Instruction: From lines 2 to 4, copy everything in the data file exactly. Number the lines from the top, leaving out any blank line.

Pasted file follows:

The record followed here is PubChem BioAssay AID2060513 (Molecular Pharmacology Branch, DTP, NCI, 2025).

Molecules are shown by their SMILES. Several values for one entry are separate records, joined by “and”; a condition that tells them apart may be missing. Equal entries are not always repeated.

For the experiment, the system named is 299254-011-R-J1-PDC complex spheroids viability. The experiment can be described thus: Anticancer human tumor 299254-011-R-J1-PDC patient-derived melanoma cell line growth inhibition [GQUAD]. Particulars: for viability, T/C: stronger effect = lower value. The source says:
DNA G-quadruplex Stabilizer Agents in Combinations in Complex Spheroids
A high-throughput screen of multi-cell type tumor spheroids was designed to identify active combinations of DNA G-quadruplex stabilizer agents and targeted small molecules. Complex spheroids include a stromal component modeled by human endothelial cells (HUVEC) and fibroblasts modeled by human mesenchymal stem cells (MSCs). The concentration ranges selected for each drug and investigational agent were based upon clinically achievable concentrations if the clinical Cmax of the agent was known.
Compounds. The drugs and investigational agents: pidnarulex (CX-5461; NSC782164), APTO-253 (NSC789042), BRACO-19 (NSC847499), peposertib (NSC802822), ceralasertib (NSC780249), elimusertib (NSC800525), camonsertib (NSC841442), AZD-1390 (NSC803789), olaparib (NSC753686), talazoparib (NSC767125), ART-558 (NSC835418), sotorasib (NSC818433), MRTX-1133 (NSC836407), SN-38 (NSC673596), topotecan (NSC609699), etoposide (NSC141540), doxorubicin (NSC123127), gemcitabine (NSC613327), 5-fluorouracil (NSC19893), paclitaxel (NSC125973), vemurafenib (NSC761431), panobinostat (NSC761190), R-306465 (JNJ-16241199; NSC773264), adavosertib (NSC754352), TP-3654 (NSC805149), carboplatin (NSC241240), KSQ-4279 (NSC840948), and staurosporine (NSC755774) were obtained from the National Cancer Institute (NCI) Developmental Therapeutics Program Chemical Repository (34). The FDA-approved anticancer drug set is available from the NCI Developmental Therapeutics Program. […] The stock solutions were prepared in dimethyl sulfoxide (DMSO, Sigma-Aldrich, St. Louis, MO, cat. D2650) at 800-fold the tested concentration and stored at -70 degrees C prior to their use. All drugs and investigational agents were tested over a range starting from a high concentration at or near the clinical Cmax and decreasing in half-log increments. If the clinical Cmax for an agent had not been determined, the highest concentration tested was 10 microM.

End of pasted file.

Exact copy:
Molecules are shown by their SMILES. Several values for one entry are separate records, joined by “and”; a condition that tells them apart may be missing. Equal entries are not always repeated.

For the experiment, the system named is 299254-011-R-J1-PDC complex spheroids viability. The experiment can be described thus: Anticancer human tumor 299254-011-R-J1-PDC patient-derived melanoma cell line growth inhibition [GQUAD]. Particulars: for viability, T/C: stronger effect = lower value. The source says:
DNA G-quadruplex Stabilizer Agents in Combinations in Complex Spheroids